that I love her. Furthermore, I know that my wife is and I, and I. However, that is
all in here eh, but I do not feel it. Furthermore, that is the biggest measure which
you can set· · · Yes. Furthermore, I talked about it with her.”
Quote 2 is from someone with an eating disorder and was analysed with fastText. The
word “eh” was highlighted because it explained why the transcription was labelled as
Appl. Sci. 2022,12, 2179 13 of 17
coming from a patient with a mental disorder (class = _label_md). Figure 9shows the ten
words with the highest probabilities from that transcription.
Quote 2: “Yes it gives kind of a kick or something to go against it and to see that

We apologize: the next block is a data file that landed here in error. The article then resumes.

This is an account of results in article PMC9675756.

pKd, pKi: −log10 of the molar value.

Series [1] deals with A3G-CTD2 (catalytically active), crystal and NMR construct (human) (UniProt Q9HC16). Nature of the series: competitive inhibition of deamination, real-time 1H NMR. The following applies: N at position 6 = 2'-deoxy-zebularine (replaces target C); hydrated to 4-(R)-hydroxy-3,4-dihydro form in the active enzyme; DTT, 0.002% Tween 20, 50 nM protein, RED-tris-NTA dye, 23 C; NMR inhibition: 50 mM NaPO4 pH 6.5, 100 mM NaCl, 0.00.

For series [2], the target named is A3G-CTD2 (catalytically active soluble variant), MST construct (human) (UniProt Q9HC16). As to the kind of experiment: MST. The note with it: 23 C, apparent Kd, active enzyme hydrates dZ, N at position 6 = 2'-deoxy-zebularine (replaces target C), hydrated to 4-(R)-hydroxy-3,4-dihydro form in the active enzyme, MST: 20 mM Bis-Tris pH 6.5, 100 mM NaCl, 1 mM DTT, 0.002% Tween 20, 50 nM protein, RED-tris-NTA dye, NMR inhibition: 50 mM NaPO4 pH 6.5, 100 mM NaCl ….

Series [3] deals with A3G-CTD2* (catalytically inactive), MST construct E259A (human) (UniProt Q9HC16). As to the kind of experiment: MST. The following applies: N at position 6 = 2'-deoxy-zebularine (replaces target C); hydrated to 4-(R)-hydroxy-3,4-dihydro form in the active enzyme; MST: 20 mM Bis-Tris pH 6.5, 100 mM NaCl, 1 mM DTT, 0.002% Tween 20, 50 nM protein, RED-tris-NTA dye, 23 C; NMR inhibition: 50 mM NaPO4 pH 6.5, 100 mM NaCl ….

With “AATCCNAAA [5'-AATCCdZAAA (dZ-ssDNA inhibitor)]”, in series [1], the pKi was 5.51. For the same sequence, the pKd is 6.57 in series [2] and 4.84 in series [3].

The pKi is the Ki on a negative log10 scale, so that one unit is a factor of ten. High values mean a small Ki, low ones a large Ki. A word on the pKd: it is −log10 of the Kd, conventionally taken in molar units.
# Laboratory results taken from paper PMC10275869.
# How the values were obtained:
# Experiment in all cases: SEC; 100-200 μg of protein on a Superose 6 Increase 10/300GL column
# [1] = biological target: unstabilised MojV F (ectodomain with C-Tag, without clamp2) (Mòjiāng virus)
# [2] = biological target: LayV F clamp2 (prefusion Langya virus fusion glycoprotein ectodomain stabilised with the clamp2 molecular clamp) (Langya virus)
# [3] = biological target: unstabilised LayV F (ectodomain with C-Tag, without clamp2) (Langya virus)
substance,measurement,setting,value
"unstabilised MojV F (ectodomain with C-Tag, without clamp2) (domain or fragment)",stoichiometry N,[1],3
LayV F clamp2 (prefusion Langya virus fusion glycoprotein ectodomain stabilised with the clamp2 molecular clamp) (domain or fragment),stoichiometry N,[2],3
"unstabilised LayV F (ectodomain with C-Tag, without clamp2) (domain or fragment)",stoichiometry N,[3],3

people you really eh yes I don’t know. That your that your eating disorder is
strong and people find that then. Then, you think oh I am good at something.
Then, yes I don’t know. Then you want there that you want to be doing something
you are good at
· · ·
Eh I am able to walk again since two months. Before I eh
stayed in bed and in a wheelchair around half a year, because I eh could not walk
myself. Furthermore, I was just to weak to do it. and eh yes I still cannot do quite
a lot of things. I am really happy that I can walk again by myself.”
Other text also heavily featured conversational words such as “eh,” “well,” and “yes”
in the LIME analyses. This suggests that perhaps for these interviews the difference between
mental disorder and no disorder was more prevalent in the manner of speaking than in the
topics they addressed.
Table 5shows samples of eight interviews whose words resulted in the assignment
of the mental disorder (MD) label or the no mental disorder (noMD) label. The first four